Global Economy
Obesity impacting health budgets in OECD countries; US adult obesity rates more than doubled to 34% since 1980
By Finfacts Team
Nov 24, 2011 - 7:41 AM

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President William Howard Taft (l) pictured prior to the inauguration of Woodrow Wilson, March 04, 1913. Taft was the last American president to weigh more than 300lbs. He weighed 340 pounds or 154 kg in 1913. Photo: Library of Congress

Rising obesity levels in OECD countries are hitting strapped public health budgets and on this Thanksgiving Day, the inconvenient truth is that America has the worst problem among the world's developed countries with adult obesity rates doubling to 34% of the adult population since 1980, while another 34% of US adults over 20 are overweight.

The OECD says obesity is a key risk factor for many chronic conditions, with severely obese people dying up to 10 years earlier than those of normal weight. A report shows that obesity rates have doubled or even tripled in many countries since 1980. In more than half of OECD countries, 50% or more of the population is now overweight, if not obese. The obesity rate in the adult population is highest in the United States, rising from 15% in 1980 to 34% in 2008, and lowest in Japan and Korea, at 4%.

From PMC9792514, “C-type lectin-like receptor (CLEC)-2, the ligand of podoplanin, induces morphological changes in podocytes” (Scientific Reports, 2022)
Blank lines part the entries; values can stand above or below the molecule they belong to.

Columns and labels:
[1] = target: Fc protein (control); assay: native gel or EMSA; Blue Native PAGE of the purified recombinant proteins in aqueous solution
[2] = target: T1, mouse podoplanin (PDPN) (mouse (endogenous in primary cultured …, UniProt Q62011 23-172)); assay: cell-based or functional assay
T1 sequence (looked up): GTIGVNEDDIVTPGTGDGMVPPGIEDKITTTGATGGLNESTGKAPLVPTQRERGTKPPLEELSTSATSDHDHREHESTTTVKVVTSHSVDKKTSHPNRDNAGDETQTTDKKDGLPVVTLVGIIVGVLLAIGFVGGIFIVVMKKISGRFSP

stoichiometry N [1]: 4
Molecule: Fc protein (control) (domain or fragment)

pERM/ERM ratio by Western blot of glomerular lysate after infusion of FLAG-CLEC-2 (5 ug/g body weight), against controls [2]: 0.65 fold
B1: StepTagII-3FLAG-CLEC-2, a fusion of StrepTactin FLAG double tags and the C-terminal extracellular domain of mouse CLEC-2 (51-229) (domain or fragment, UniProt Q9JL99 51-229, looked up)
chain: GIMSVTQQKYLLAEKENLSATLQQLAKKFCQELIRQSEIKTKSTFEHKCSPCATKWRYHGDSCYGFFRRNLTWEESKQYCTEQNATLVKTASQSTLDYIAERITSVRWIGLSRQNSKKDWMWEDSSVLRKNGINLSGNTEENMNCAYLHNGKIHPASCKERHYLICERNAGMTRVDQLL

In his 1937 book, The Road to Wigan Pier, on the grim conditions of the English working classes, George Orwell wrote:

“The basis of their diet is white bread and margarine, corned beef, sugared tea and potato - - an appalling diet. Would it not be better if they spent more money on wholesome things like oranges and wholemeal bread?…Yes it would, but the point is, no human being would ever do such a thing.…A millionaire may enjoy breakfasting off orange juice and Ryvita biscuits; an unemployed man does not…When you are underfed, harassed, bored, and miserable, you don’t want to eat dull wholesome food. You want to eat something a little bit tasty.”

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